[Herself Sez: more photos and a movie coming later.]

After you get the dough thin enough you can cut it up into strips. First off, whack the dough into reasonable lengths, a foot or so will do. If you are doing the hand thing or don’t have a cutter of the width you want, no big deal. Just roll up the dough or fold it loosely and cut strips with your knife. If you have a machine you probably have at least a spaghetti cutter and a linguini cutter. The more expensive jobs have all sorts of widths available. Be sure that you have the output going into a bowl or onto the counter and not the floor.

Look! Spaghetti!

Look! Spaghetti!

Sprinkle the strands with a bit of cornmeal and separate any strands that are sticking together. Cornmeal is used because when you cook it will drop to the bottom of the pot. If you use flour it will make a sticky mess when cooked.

There is no big secret to drying it. You can buy fancy drying racks or trees. No need. The mamas just have little mounds of pasta around the countertop drying for an hour or two.

When ready to cook use a big pot and lots of water – you already knew that. Use at least twice the salt you normally use.  Like a heaping tablespoon or more. The water should be like seawater. Don’t add the salt until the water is really boiling, just before adding the pasta. This is not like the dry stuff out of the box; it only takes a couple of minutes. Test at 1 minute intervals after coming back to the full boil. Drain thoroughly, and do not wash. Don’t add butter or oil to pasta if you are going to want a sauce to stick to it.

There are those who add salt to the dough. There are also those who add oil to the dough. I don’t, but try them sometime. About a 1/4 teaspoon of salt and 1/2 teaspoon of oil per serving for starters. Adjust to your liking from there.

I did a marinara gravy/sauce recipe somewhere previously. But here are a couple of simple ones:

Drizzle olive oil over the pasta, add some finely minced garlic and some shredded Parmesan. Get good Parmigiano-Reggiano if you can afford it. This is kind of a traditional Italian snack.

Another way: Sorta’ depends on what’s in the fridge and your mood.

Cook the spaghetti somewhere in here so that it is ready before the last step.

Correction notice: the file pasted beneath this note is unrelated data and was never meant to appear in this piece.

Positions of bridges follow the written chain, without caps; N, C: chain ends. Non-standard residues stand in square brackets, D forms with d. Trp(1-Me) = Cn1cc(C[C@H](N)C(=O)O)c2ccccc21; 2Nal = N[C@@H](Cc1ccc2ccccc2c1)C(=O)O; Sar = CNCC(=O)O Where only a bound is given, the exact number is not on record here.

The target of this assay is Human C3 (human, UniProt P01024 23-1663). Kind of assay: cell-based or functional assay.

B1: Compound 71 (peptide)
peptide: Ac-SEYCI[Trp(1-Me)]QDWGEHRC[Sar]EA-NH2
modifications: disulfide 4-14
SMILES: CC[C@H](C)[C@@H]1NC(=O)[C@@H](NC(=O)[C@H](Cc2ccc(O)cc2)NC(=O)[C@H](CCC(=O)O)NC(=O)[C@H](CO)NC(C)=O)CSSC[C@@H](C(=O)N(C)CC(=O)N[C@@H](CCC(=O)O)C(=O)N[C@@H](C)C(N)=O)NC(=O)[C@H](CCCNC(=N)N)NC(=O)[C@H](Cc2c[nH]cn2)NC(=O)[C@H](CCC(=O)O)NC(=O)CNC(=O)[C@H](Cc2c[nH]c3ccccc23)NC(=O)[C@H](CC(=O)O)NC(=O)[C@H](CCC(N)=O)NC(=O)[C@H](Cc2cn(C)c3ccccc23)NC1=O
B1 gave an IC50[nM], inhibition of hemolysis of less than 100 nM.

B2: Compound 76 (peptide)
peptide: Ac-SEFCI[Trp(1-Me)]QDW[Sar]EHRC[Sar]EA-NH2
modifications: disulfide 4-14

Some trinity: onion, celery, carrot, chopped. Mushrooms, rough chopped. Ham or beef or chicken or shrimp or scallops or whatever you’ve got, thin cut or rough cut, depending. Anchovy – be sure to get good stuff – a couple mushed up in their olive oil. Remove bones as needed.

We use the King Oscar anchovies, packed in olive oil. Heat the olive oil, mush them with the back of a spoon in the hot olive oil, then rub through a fine strainer with your fingers (carefully), which will leave the bones behind. A wonderful treat: take a nice cracker (I’ll teach you to make crackers another time), spread a bit of Philly Cheese and put just a dot of this anchovy paste. Much goodness. It may take a time or two before you know how you want the proportions. Too much of this or too little of that and they are terrible. Get it right and they are heavenly.

Lessee – back to the spaghetti. Sauté the trinity and the mushroom slowly and gently until nicely softened, but not brown. Toss in the garlic and, when it smells good – about 30 seconds or so, add the meat and anchovy. Stir gently or toss if you can. I’ve lost too much wrist strength to do the one handed jerk, toss and roll anymore, so I stir. When everything smells right add the previously cooked spaghetti and stir in some more olive oil or butter. Butter gives a smooth, sweet taste. Finish with salt and pepper as needed. You don’t always need either.

Someone who knows how can make spaghetti in less than ten minutes. Closer to 5 minutes after practice.

You’ll notice that I didn’t mention macaroni, rigatoni, and such. These are formed by extruding. Made with pretty much the same dough, and extruded through a machine with the proper forming plate. There are attachments for Kitchenaid and Cuisinart, but they are kind of pricey. There are also some manual machines that look (and work) a lot like a meat grinder. I get the sense that they are more trouble than they are worth, but you can check them out on Amazon and YouTube if you are interested. Mostly what I see on YouTube is industrial stuff.

It has been said that some of the poorest people in the world have some of the best food. This can be true. What can be cheaper and simpler than flour and an egg? Topped with olive oil, garlic, and a good local cheese this is about as cheap as it gets. Remember, no matter how expensive or status-y a cheese is – somewhere in the world it is just everyday cow, sheep, or goat juice that has gone bad.